University of Cambridge > Talks.cam > Logic and Semantics Seminar (Computer Laboratory) > TALK CANCELLED: An overview of structural corecursion

TALK CANCELLED: An overview of structural corecursion

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If you have a question about this talk, please contact Sam Staton.

THIS TALK HAS BEEN POSTPONED. We hope to reschedule for later in the term.

The topic of the talk is programming over infinite structures. Non-wellfounded objects can be represented and manipulated by recursive functions whose circularity is restricted in several ways. We do not yet have a satisfactory theory of what recursive definitions should be allowed and how we can reason over them. I will give an overview of the main questions that we are facing and then describe an approach to an abstract characterisation of corecursion that we are developing.

The notion of corecursive algebra characterises structures whose elements contain infinite information. Functions into them can be defined by infinite iteration of productive procedures.

On the other hand, the notion of antifounded algebra characterises structures on which we can reason by using bisimulation. It is not a surprise that this concept is more general than that of corecursive algebra: the principle of bisimulation holds also for wellfounded structures, although it is equivalent with the more manageable structural equality.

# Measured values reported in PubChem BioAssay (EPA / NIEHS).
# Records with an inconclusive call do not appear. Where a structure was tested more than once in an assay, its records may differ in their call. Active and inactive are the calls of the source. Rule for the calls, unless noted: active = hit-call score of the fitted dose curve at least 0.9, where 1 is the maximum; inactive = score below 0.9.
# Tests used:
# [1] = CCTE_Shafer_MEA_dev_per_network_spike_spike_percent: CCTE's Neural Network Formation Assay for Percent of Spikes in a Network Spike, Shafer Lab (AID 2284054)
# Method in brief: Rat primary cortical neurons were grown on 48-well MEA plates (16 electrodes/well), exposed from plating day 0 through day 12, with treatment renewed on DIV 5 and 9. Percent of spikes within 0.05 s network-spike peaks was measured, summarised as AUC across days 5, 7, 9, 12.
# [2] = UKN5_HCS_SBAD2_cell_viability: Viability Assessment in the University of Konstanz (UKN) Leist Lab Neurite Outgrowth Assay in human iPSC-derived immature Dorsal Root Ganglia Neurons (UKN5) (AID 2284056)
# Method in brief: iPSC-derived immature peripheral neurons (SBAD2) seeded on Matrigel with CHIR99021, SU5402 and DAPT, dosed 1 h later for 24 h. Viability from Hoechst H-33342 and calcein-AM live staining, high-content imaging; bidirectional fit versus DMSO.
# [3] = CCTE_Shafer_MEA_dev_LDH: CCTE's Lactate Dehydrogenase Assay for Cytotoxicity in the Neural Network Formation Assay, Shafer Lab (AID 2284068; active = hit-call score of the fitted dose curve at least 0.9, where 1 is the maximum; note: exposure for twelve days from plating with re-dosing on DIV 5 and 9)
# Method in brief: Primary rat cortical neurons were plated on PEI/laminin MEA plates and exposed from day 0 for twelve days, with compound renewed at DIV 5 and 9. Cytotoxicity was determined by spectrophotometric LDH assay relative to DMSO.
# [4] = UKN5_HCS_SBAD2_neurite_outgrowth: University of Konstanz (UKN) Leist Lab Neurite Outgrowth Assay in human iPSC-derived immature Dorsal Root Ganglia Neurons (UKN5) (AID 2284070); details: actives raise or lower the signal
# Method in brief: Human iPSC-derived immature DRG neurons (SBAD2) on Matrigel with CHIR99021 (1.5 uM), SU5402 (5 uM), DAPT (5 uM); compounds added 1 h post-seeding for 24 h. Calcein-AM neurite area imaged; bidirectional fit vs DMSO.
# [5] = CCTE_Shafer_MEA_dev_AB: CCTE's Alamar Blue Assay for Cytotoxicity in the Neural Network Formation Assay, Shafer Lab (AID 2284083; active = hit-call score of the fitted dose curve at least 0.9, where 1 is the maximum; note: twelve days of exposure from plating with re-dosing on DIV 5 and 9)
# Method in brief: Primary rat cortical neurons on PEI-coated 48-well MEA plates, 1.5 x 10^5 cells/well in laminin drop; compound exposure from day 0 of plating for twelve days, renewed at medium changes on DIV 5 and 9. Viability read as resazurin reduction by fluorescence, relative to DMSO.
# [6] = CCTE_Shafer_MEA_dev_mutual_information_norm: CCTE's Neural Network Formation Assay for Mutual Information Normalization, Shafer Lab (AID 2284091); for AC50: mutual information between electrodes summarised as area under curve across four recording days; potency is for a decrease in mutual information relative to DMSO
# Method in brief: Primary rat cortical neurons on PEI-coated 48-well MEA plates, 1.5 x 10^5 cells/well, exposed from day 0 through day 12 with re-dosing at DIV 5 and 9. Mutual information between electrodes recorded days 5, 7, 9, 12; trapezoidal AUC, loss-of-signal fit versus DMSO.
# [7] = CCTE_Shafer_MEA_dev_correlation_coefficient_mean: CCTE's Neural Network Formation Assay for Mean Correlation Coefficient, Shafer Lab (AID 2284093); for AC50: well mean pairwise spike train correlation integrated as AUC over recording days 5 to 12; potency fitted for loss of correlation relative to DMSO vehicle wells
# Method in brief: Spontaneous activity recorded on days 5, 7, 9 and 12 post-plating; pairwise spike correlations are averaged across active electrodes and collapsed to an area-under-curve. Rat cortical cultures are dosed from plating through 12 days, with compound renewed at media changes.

The real surprise of our research is that not all corecursive algebras are antifounded. We found a structure that satisfies the principle of corecursion but not that of bisimulation. It is constructed by exploiting a certain colouring of the edges of an infinite tree.

I will introduce and illustrate the notion and then describe our counterexample.

Work in collaboration with Tarmo Uustalu and Varmo Vene.

This talk is part of the Logic and Semantics Seminar (Computer Laboratory) series.

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